over 2 years ago • 3 mins
Apple reported a better-than-expected quarterly update late on Tuesday, and its stock’s initial record high might be giving the tech giant delusions of grandeur.
What does this mean?
Apple’s total revenue and profit for the quarter beat investors’ expectations, which was a good start. But investors were more impressed by its iPhone sales, which were up by a better-than-expected 50% on the same time in 2020 despite the impact of chip shortages last quarter. That matters because the more of Apple’s smartphones in the world, the more hope the company has of driving users into the arms of services like Apple TV+, Apple Music, and the App Store. And it seems to be doing okay so far: sales from its services segment were up a higher-than-expected 33%, which – given that services are much more profitable than cost-heavy hardware – helped Apple’s profit beat forecasts too.
Why should I care?
The bigger picture: Smartphones are forever.
Apple’s clearly feeling confident about its iPhone’s chances: the company just asked its suppliers to help boost iPhone production by 20% this year, bringing the total to 90 million units. That might’ve settled the nerves of skeptics who were worried by recent earnings announcements from Asian chipmakers TSMC and Hon Hai. Their semiconductors are an essential part of the smartphone ecosystem, but neither of their updates seemed promising for the devices: the former posted a potentially worrying drop-off in smartphone revenue, while the latter’s consumer electronics unit was the slowest-growing among its three main divisions.
Zooming in: There’s growth in services.
Apple’s top priority is to make money from subscriptions to its services, whose higher margins have a bigger effect on earnings and cash flow than sales of iPhones or Macs. The company generated just under $33 in average per-user services revenue last year, and it could double that by earning $5.50 from every user every month. That’s not impossible considering people pay more for services like Spotify and Netflix, and it could add at least another 20% to Apple’s valuation.
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Microsoft and Alphabet announced stronger-than-expected quarterly results late on Tuesday, as they sold investors on the benefits of working from home all over again.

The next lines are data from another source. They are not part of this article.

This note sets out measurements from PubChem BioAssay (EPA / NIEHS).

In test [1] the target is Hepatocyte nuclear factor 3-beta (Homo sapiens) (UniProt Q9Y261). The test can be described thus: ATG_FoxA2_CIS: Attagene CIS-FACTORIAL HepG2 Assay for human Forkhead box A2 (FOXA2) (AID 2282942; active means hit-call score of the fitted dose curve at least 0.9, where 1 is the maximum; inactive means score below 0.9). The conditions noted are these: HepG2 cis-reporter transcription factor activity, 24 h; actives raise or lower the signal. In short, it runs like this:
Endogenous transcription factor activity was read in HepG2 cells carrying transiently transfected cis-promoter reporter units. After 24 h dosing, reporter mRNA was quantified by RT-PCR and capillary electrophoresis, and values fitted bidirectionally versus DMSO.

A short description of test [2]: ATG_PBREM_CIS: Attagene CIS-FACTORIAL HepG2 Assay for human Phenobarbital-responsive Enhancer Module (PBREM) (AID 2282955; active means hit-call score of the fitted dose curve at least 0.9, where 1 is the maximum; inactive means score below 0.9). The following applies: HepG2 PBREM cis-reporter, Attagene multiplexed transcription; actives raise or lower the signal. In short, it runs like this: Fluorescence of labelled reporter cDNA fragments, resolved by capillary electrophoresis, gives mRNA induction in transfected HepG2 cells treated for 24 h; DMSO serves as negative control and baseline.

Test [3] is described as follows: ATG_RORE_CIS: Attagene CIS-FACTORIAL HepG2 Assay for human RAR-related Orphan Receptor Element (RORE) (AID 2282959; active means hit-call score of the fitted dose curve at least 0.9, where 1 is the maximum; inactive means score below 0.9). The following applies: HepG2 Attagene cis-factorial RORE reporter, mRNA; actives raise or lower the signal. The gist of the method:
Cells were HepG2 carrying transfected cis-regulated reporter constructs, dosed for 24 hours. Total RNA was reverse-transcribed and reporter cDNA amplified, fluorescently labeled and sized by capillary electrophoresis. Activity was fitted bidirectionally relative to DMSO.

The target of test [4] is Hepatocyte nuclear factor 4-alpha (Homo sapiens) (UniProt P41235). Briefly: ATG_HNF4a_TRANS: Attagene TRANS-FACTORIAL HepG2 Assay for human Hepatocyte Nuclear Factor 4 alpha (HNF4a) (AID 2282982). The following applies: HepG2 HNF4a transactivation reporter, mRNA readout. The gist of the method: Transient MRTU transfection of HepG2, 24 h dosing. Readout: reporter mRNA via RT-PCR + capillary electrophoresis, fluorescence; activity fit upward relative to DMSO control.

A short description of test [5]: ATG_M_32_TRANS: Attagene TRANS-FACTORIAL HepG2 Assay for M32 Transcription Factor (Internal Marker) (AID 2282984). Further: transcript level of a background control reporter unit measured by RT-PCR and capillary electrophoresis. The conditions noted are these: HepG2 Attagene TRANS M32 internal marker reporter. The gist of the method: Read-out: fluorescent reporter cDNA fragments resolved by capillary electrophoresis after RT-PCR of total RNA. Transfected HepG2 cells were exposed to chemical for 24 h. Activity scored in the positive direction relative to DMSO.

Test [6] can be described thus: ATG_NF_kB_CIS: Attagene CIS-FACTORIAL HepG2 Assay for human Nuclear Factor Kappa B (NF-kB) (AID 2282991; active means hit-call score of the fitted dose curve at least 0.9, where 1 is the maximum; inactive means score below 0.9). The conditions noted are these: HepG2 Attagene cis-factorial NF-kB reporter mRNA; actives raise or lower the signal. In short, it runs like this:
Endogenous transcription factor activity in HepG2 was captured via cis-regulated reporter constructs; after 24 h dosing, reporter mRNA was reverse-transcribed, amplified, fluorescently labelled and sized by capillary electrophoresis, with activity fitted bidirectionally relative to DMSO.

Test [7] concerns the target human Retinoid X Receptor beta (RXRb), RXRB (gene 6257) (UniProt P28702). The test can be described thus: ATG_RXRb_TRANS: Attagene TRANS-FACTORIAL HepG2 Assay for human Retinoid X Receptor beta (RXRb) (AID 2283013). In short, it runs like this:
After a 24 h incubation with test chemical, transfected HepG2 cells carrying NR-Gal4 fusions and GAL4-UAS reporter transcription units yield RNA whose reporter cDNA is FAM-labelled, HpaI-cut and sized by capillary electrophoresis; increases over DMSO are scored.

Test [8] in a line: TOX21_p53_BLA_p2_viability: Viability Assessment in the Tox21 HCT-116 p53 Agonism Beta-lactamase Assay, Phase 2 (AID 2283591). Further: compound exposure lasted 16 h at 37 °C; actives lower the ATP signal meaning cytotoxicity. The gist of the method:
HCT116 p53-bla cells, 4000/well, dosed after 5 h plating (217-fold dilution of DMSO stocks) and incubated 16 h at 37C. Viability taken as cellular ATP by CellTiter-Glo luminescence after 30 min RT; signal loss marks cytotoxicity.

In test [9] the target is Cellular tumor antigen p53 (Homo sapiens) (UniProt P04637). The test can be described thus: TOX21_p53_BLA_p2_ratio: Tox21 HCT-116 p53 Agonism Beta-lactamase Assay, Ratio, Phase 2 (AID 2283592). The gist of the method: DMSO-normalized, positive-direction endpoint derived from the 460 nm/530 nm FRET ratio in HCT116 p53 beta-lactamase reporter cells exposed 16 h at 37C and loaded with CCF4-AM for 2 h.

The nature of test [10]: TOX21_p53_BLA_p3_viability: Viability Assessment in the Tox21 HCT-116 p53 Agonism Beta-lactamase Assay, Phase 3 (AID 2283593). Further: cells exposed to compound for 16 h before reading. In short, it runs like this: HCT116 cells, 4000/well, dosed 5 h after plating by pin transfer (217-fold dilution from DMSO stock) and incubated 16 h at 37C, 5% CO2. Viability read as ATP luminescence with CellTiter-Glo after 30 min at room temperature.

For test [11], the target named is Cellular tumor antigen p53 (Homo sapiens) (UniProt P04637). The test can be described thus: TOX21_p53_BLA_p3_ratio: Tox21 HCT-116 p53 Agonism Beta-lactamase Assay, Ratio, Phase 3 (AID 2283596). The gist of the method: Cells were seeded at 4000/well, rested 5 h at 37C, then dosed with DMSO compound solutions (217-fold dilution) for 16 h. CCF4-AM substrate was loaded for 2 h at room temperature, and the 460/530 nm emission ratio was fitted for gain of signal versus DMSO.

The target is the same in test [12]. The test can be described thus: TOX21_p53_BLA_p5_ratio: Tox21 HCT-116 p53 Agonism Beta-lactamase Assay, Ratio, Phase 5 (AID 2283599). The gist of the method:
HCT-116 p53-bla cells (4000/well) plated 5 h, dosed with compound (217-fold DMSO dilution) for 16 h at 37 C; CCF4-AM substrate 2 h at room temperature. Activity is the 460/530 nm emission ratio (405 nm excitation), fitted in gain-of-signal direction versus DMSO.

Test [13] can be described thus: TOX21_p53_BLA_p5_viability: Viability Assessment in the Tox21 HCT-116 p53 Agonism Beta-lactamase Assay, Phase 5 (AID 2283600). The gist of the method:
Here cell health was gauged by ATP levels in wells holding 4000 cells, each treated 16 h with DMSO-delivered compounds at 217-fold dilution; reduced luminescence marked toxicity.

What does this mean?
Microsoft grew revenue from its computing and gaming segment by a better-than-expected 9%, its cloud computing business by 30% (even if that particular area was still smarting from the loss of a $10 billion US government contract), and its productivity business – services like Office 365 that continued to benefit from remote working – by 25%.
Alphabet’s ad business across Google and YouTube likewise came good, shooting way beyond investors’ expectations – as did its similarly WFH-boosted cloud computing business. And since Alphabet and Microsoft both managed to keep their costs in check, they turned in higher profits than expected too.
Why should I care?
For you personally: Cut Big Tech down to size.
Big Tech stocks – these two, plus Amazon, Facebook, and Apple – collectively make up over 20% of the S&P 500, the key US stock market index. And since it’s weighted by market capitalization, their influence is only going to keep growing as these giants do. But there is an equal-weighted S&P 500 index you can invest in where every company – no matter its size – represents 0.2% of the index. And over the last 20 years, it’s actually outperformed its much higher-profile sibling by almost 90%.
The bigger picture: Buy into the megatrends.
There are a number of “megatrends” expected to define the next couple of decades, and a couple of them are playing right into Big Tech’s hands. Ecommerce, for one: shoppers searching for products is Google’s bread and butter, as are the paid ads that appear at the top of the results. And for another, the cloud-driven digital transformation market will be worth an estimated $3.6 trillion by 2026 – rewards it’s hard to see reaped by anyone other than the likes of Microsoft.
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